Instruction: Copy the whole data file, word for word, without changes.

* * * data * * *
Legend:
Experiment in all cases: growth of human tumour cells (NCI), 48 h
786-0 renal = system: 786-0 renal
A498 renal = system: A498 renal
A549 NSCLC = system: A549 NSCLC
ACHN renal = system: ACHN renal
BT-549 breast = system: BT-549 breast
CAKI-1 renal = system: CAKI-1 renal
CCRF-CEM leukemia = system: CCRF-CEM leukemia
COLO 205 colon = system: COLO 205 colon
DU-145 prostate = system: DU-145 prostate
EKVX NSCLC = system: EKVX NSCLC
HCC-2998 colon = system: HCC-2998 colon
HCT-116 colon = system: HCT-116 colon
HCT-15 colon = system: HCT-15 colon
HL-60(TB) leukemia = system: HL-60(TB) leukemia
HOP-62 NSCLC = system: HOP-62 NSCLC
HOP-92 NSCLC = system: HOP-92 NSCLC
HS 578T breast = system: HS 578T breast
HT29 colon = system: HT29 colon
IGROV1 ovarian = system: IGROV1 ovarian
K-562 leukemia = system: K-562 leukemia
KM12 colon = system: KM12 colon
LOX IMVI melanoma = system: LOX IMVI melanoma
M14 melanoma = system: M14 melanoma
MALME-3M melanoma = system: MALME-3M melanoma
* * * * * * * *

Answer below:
Legend:
Experiment in all cases: growth of human tumour cells (NCI), 48 h
786-0 renal = system: 786-0 renal
A498 renal = system: A498 renal
A549 NSCLC = system: A549 NSCLC
ACHN renal = system: ACHN renal
BT-549 breast = system: BT-549 breast
CAKI-1 renal = system: CAKI-1 renal
CCRF-CEM leukemia = system: CCRF-CEM leukemia
COLO 205 colon = system: COLO 205 colon
DU-145 prostate = system: DU-145 prostate
EKVX NSCLC = system: EKVX NSCLC
HCC-2998 colon = system: HCC-2998 colon
HCT-116 colon = system: HCT-116 colon
HCT-15 colon = system: HCT-15 colon
HL-60(TB) leukemia = system: HL-60(TB) leukemia
HOP-62 NSCLC = system: HOP-62 NSCLC
HOP-92 NSCLC = system: HOP-92 NSCLC
HS 578T breast = system: HS 578T breast
HT29 colon = system: HT29 colon
IGROV1 ovarian = system: IGROV1 ovarian
K-562 leukemia = system: K-562 leukemia
KM12 colon = system: KM12 colon
LOX IMVI melanoma = system: LOX IMVI melanoma
M14 melanoma = system: M14 melanoma
MALME-3M melanoma = system: MALME-3M melanoma